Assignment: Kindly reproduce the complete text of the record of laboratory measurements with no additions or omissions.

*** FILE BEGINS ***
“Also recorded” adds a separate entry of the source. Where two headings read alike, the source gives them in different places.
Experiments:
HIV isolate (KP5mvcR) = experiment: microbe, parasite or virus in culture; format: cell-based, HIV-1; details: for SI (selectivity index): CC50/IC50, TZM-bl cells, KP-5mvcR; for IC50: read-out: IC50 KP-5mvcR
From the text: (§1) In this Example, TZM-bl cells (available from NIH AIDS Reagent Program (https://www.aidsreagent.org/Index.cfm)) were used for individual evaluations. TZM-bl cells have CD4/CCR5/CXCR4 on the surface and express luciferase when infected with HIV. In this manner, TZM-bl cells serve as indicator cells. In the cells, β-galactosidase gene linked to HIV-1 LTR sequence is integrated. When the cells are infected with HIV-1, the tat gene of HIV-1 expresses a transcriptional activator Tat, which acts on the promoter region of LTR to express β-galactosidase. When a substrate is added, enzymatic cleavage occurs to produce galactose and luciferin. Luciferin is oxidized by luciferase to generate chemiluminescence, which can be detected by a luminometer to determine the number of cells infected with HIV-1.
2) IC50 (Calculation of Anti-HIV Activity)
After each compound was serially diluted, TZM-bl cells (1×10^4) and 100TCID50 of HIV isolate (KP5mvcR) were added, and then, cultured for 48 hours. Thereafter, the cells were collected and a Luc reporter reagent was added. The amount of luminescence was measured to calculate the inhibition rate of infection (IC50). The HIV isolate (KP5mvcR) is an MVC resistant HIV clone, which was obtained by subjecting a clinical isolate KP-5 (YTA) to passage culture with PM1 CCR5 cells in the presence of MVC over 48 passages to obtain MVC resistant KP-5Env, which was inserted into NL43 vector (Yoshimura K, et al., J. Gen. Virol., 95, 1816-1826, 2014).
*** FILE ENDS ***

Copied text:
“Also recorded” adds a separate entry of the source. Where two headings read alike, the source gives them in different places.
Experiments:
HIV isolate (KP5mvcR) = experiment: microbe, parasite or virus in culture; format: cell-based, HIV-1; details: for SI (selectivity index): CC50/IC50, TZM-bl cells, KP-5mvcR; for IC50: read-out: IC50 KP-5mvcR
From the text: (§1) In this Example, TZM-bl cells (available from NIH AIDS Reagent Program (https://www.aidsreagent.org/Index.cfm)) were used for individual evaluations. TZM-bl cells have CD4/CCR5/CXCR4 on the surface and express luciferase when infected with HIV. In this manner, TZM-bl cells serve as indicator cells. In the cells, β-galactosidase gene linked to HIV-1 LTR sequence is integrated. When the cells are infected with HIV-1, the tat gene of HIV-1 expresses a transcriptional activator Tat, which acts on the promoter region of LTR to express β-galactosidase. When a substrate is added, enzymatic cleavage occurs to produce galactose and luciferin. Luciferin is oxidized by luciferase to generate chemiluminescence, which can be detected by a luminometer to determine the number of cells infected with HIV-1.
2) IC50 (Calculation of Anti-HIV Activity)
After each compound was serially diluted, TZM-bl cells (1×10^4) and 100TCID50 of HIV isolate (KP5mvcR) were added, and then, cultured for 48 hours. Thereafter, the cells were collected and a Luc reporter reagent was added. The amount of luminescence was measured to calculate the inhibition rate of infection (IC50). The HIV isolate (KP5mvcR) is an MVC resistant HIV clone, which was obtained by subjecting a clinical isolate KP-5 (YTA) to passage culture with PM1 CCR5 cells in the presence of MVC over 48 passages to obtain MVC resistant KP-5Env, which was inserted into NL43 vector (Yoshimura K, et al., J. Gen. Virol., 95, 1816-1826, 2014).